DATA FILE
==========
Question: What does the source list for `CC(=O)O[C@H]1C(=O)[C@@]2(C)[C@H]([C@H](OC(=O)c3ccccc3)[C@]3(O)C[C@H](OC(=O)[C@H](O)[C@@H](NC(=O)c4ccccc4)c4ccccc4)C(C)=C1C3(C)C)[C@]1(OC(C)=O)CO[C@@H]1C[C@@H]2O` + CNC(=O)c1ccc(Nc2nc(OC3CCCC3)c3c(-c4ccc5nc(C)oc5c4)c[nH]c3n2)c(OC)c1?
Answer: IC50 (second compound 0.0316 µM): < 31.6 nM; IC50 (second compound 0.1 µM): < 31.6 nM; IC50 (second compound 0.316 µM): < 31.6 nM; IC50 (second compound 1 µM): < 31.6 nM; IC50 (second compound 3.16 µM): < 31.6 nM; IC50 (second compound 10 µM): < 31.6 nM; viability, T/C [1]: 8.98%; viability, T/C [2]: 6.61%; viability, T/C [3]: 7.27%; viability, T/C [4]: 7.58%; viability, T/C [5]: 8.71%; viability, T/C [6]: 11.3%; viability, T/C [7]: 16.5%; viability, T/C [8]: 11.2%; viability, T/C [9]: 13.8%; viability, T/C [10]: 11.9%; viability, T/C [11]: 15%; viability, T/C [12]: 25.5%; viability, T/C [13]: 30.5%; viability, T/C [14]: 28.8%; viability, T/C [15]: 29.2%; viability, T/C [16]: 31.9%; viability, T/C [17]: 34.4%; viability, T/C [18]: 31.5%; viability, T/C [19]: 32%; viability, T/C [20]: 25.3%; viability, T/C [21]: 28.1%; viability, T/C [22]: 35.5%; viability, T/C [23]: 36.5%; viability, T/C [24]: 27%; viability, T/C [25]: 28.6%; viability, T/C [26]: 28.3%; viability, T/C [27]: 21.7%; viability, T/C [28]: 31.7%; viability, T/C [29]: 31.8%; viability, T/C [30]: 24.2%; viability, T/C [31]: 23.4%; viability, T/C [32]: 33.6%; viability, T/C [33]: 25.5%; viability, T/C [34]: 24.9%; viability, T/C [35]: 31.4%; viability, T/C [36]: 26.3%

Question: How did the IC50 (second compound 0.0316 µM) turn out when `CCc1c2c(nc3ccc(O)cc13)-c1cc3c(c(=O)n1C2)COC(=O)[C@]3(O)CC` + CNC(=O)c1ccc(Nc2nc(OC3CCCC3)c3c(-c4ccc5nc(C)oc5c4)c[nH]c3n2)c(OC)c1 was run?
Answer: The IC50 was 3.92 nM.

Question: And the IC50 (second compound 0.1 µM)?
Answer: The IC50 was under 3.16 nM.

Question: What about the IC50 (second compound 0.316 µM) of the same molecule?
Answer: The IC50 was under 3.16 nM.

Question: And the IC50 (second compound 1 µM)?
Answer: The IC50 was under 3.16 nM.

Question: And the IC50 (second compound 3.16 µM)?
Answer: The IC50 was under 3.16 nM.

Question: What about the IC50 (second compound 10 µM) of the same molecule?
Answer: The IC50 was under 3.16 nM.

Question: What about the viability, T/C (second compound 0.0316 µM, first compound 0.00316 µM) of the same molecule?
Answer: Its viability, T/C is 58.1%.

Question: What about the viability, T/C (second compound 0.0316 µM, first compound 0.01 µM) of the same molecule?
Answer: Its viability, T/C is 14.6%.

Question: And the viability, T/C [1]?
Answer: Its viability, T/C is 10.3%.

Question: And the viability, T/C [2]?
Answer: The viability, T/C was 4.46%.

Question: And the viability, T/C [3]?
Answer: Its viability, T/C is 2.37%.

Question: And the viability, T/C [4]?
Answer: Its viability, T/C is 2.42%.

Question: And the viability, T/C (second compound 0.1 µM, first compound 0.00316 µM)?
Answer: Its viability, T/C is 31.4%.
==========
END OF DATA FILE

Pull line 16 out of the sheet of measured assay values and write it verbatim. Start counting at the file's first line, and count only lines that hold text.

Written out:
Answer: Its viability, T/C is 58.1%.